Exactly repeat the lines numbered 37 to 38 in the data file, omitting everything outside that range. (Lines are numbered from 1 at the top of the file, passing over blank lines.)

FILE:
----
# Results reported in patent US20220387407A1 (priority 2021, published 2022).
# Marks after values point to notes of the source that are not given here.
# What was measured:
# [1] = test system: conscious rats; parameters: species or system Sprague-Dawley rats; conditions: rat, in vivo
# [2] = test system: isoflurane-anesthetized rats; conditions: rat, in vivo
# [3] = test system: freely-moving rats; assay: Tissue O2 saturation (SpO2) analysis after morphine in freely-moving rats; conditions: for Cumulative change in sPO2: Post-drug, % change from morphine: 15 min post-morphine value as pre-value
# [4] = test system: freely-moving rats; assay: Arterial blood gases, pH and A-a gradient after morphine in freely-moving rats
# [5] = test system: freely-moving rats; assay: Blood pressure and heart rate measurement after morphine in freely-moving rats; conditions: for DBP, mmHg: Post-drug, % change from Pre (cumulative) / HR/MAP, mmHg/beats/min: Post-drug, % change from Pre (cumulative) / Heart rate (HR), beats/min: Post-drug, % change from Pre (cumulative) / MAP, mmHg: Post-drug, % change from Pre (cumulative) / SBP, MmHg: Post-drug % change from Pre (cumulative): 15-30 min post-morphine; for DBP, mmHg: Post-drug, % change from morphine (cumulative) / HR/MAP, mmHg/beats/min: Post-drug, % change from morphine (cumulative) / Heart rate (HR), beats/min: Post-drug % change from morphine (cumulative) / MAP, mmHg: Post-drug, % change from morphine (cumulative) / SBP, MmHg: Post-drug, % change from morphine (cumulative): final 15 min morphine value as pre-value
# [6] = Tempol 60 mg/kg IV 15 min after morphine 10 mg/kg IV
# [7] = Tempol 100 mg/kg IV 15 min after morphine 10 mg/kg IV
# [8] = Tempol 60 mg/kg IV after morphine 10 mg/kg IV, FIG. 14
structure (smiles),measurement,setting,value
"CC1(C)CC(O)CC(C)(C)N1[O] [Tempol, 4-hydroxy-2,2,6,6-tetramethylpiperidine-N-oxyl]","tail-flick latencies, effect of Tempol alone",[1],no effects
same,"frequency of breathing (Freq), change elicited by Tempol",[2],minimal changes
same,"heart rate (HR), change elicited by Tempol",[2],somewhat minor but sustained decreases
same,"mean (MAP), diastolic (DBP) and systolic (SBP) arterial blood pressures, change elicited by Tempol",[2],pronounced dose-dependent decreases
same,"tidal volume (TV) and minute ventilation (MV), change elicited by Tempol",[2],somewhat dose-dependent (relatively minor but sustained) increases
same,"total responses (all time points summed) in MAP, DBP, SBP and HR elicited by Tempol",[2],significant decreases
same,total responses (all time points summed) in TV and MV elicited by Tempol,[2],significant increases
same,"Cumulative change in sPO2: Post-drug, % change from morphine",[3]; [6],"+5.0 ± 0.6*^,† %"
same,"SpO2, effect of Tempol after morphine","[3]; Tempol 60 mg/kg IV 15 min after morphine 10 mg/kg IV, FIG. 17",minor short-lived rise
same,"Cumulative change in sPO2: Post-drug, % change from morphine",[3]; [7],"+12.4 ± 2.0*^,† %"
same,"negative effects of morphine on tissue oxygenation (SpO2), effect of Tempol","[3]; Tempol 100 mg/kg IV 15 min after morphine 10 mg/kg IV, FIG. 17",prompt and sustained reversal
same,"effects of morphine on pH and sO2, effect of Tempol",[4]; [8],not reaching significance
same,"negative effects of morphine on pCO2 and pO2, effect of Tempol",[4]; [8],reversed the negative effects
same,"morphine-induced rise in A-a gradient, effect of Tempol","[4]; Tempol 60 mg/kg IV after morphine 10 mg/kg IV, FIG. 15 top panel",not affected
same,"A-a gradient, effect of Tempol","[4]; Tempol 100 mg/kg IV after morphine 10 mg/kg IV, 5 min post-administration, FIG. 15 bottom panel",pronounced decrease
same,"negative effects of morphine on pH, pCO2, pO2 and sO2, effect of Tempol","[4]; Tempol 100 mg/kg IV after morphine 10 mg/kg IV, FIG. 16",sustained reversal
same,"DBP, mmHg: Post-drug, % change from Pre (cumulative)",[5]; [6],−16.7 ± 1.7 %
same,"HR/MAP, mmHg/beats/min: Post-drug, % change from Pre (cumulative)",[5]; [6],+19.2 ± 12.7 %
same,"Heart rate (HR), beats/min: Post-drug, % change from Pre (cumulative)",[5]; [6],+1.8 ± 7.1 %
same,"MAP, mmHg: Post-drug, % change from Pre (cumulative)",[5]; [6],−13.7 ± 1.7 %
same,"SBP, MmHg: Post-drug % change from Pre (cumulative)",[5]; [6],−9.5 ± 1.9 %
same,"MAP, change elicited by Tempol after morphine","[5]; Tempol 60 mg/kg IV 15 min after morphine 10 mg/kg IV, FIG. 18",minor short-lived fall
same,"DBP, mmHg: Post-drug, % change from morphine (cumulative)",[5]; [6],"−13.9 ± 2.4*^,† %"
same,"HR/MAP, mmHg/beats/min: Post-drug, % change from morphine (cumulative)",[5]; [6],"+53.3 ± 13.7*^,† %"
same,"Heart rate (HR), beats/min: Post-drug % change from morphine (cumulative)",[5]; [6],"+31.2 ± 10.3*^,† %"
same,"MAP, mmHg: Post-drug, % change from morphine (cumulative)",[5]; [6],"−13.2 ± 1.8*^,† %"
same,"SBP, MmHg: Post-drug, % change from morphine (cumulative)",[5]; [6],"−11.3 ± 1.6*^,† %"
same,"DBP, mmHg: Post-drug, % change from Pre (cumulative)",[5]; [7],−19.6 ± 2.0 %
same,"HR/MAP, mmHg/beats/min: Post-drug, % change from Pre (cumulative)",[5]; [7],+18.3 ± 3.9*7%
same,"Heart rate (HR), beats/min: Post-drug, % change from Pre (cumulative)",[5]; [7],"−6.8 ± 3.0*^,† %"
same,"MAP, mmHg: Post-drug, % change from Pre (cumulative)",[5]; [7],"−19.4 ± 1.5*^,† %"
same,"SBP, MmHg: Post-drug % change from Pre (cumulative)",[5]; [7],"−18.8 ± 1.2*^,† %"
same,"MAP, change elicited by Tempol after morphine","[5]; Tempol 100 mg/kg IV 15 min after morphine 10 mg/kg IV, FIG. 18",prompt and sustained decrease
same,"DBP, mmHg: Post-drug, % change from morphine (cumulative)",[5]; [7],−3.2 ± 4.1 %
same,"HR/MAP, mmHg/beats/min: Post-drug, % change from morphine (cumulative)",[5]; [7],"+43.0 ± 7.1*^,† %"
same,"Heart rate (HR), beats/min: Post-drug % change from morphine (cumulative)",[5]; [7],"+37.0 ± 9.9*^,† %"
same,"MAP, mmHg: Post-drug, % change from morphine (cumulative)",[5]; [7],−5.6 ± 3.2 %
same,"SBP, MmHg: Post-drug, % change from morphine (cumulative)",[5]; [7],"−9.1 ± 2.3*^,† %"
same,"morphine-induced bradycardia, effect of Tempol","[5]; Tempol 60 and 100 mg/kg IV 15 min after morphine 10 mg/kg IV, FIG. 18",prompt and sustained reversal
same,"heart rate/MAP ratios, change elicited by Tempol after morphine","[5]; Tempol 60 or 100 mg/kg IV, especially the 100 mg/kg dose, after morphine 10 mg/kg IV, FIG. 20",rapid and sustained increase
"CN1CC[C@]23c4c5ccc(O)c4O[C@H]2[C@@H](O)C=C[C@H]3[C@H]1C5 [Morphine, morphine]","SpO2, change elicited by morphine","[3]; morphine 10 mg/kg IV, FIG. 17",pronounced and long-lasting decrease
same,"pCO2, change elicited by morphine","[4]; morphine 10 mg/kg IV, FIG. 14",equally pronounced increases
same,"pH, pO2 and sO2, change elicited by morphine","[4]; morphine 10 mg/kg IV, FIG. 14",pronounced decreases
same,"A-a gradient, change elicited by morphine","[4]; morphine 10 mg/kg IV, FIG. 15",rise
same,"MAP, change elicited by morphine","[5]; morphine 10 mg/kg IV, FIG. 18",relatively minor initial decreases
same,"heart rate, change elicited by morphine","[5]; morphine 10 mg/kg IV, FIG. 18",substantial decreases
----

same,"Heart rate (HR), beats/min: Post-drug % change from morphine (cumulative)",[5]; [6],"+31.2 ± 10.3*^,† %"
same,"MAP, mmHg: Post-drug, % change from morphine (cumulative)",[5]; [6],"−13.2 ± 1.8*^,† %"